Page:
Saturday, 6 May 2017

Taijiquan move #1: Snake Creeps Down



When you look at the nice slow movements of Shotokan's Heian Yondan wrestling is the last thing that comes to your mind- if it ever comes to mind at all.



With Taijiquan the uninitiated observer will also not think of grappling when he sees much of the movements shown in Taijiquan forms.


This particular move took my karate mind a while to get around. Sure- in Karate we have a back stance that looks like this half-split stance used in the move we call (look at the post's title!) "Snake Creeps Down". We have a hand movement that looks very much like the one in this move which we know to be a knife hand block.

Now I want to know why the hell I'd want to crouch all the way down to deflect a kick away from my shin...

Hehe!

Sure- forms have lots of blocks and punches, but not everything is a strike or a block.




If we leave the cannonating pushes and heart-stopping punches out of the discussion for a while we can take a closer look at what is one of the most refined grappling techniques in all of the martial arts that I know of.



By now I am sure that many of you have seen takedowns that involve a hooking with the leg, a push with the hip and the horizontal pull with the hands. Most martial arts have that. Now what about a downwards pull?


In Japanese martial arts that is not so unusual as you may think. Besides the extreme example of Judo's Tomoe Nage (stomach throw) Aikido has throws that require the user to drop into seiza (kneeling) position.

Pulling straight downwards will not be of much help, but pulling a person diagonally downwards is a certain way to disrupt his balance. 

That is why my preferred application of this move involves pulling the opponent downward to the side of the arm that I am holding while I scoop up his leg with my free arm. Taking it further will end up looking like you are punching with an uppercut like this...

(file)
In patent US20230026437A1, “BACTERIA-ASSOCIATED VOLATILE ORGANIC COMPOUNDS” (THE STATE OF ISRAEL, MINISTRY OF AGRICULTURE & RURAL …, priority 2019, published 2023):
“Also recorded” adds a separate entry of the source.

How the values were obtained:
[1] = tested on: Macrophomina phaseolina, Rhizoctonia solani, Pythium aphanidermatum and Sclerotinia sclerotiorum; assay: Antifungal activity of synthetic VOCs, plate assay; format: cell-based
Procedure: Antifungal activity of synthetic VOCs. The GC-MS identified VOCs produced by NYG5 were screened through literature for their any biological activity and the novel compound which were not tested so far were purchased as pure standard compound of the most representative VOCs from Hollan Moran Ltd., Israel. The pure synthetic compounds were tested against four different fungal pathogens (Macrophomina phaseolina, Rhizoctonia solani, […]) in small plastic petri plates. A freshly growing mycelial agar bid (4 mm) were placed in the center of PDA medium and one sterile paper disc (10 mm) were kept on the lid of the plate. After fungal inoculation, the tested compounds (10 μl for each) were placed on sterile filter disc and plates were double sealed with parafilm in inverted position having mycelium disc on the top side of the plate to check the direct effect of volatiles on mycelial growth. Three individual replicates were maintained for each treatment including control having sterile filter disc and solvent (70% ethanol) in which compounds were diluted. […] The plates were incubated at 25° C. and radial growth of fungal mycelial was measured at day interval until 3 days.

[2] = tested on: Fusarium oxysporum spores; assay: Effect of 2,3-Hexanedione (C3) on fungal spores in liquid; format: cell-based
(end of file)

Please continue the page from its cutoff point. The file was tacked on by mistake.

Practicing this with a partner will reveal that you have actually now learnt a more stable and more efficient version of Judo's Kata Guruma (shoulder wheel). Now this comes from a martial art that predates Judo by roughly a millenium. I'd even go as far as to say that Jujutsu is a couple of centuries younger than Taijiquan.



Hua sai! The Chinese knew Judo before Judo was even invented!

Something that learning this move has taught me is that changes of height in forms have huge significance, whether it be Karate, Taekwondo or Kungfu.

Next time you do a kata where you have to go from a low stance to a high one, look at what your arms are doing. Something is being lifted....

When you have to drop down to a kneeling position it is most assuredly not to block a kick to your shin. Someone is most likely being pulled down. 

Now- biokineticians and chiropractors are bound to tell you that:

1. Your knees should rather not bend beyond 90 degrees;

2. Lifting heavy weight with your back is asking for permanent trouble.

In Judo these difficulties are overcome by using the opponent's forward momentum to get him onto your shoulders so that he can practice his ukemi at the other end of the throw. At least that is how it should be, but we know that in real life the stationary opponent is lifted like a sack of potatoes.

With Snake Creeps Down no actual lifting is necessary. Instead the "creeping" hand is driven forward and diagonally upwards while the hips push more forward that upwards. Even against a larger opponent it does not feel like you are lifting someone heavy.

That's it for today.

What Taiji move should I discuss next week?
  
   







No comments:

Post a Comment